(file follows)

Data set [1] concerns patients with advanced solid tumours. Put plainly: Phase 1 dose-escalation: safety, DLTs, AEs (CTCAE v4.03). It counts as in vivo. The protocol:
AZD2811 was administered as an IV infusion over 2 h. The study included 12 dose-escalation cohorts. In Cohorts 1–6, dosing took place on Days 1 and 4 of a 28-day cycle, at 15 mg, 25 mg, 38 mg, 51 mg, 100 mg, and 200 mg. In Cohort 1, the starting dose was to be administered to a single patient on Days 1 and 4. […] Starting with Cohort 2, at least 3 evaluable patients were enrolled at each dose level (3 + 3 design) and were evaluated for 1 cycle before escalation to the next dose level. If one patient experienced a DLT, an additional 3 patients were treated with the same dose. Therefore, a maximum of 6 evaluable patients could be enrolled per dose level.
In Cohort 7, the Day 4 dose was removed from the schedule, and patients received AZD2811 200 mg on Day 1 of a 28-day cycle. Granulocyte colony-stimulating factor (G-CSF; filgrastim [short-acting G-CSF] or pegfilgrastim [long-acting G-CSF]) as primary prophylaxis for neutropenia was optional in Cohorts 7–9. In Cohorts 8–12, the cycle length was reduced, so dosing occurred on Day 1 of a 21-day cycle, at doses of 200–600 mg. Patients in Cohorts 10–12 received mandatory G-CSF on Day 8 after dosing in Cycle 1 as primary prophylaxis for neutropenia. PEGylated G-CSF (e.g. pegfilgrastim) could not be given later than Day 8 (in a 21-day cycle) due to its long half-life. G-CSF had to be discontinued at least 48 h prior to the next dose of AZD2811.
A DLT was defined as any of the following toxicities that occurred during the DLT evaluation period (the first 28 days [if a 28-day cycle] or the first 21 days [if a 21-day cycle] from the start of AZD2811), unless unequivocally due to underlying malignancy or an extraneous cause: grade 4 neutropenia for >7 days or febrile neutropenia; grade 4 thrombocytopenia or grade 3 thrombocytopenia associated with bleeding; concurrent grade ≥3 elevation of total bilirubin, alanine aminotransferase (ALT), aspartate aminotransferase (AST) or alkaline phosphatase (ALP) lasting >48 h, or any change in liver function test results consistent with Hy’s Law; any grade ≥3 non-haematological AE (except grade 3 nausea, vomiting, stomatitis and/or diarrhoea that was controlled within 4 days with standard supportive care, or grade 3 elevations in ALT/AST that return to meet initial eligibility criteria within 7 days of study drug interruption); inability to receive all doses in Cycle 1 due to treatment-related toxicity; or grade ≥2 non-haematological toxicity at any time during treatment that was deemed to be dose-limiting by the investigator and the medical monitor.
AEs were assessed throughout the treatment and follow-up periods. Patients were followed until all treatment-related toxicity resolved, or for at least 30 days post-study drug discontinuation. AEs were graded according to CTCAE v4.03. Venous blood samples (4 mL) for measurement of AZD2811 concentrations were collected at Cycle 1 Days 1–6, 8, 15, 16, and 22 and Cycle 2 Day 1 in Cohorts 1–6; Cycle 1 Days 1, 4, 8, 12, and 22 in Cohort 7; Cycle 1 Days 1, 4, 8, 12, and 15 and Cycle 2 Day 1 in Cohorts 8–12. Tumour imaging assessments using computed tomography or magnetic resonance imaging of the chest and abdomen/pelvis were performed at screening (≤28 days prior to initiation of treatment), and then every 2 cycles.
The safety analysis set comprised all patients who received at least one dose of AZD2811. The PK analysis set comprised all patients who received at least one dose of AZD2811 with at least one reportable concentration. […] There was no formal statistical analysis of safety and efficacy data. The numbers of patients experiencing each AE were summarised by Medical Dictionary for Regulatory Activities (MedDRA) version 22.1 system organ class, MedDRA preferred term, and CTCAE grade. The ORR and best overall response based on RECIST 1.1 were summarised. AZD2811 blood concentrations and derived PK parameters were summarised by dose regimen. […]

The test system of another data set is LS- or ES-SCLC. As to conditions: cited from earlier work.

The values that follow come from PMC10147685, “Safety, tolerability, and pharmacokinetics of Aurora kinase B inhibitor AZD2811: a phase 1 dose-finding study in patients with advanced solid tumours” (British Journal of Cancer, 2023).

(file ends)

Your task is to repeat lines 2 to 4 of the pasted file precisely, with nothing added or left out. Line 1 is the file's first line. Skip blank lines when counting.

AZD2811 was administered as an IV infusion over 2 h. The study included 12 dose-escalation cohorts. In Cohorts 1–6, dosing took place on Days 1 and 4 of a 28-day cycle, at 15 mg, 25 mg, 38 mg, 51 mg, 100 mg, and 200 mg. In Cohort 1, the starting dose was to be administered to a single patient on Days 1 and 4. […] Starting with Cohort 2, at least 3 evaluable patients were enrolled at each dose level (3 + 3 design) and were evaluated for 1 cycle before escalation to the next dose level. If one patient experienced a DLT, an additional 3 patients were treated with the same dose. Therefore, a maximum of 6 evaluable patients could be enrolled per dose level.
In Cohort 7, the Day 4 dose was removed from the schedule, and patients received AZD2811 200 mg on Day 1 of a 28-day cycle. Granulocyte colony-stimulating factor (G-CSF; filgrastim [short-acting G-CSF] or pegfilgrastim [long-acting G-CSF]) as primary prophylaxis for neutropenia was optional in Cohorts 7–9. In Cohorts 8–12, the cycle length was reduced, so dosing occurred on Day 1 of a 21-day cycle, at doses of 200–600 mg. Patients in Cohorts 10–12 received mandatory G-CSF on Day 8 after dosing in Cycle 1 as primary prophylaxis for neutropenia. PEGylated G-CSF (e.g. pegfilgrastim) could not be given later than Day 8 (in a 21-day cycle) due to its long half-life. G-CSF had to be discontinued at least 48 h prior to the next dose of AZD2811.
A DLT was defined as any of the following toxicities that occurred during the DLT evaluation period (the first 28 days [if a 28-day cycle] or the first 21 days [if a 21-day cycle] from the start of AZD2811), unless unequivocally due to underlying malignancy or an extraneous cause: grade 4 neutropenia for >7 days or febrile neutropenia; grade 4 thrombocytopenia or grade 3 thrombocytopenia associated with bleeding; concurrent grade ≥3 elevation of total bilirubin, alanine aminotransferase (ALT), aspartate aminotransferase (AST) or alkaline phosphatase (ALP) lasting >48 h, or any change in liver function test results consistent with Hy’s Law; any grade ≥3 non-haematological AE (except grade 3 nausea, vomiting, stomatitis and/or diarrhoea that was controlled within 4 days with standard supportive care, or grade 3 elevations in ALT/AST that return to meet initial eligibility criteria within 7 days of study drug interruption); inability to receive all doses in Cycle 1 due to treatment-related toxicity; or grade ≥2 non-haematological toxicity at any time during treatment that was deemed to be dose-limiting by the investigator and the medical monitor.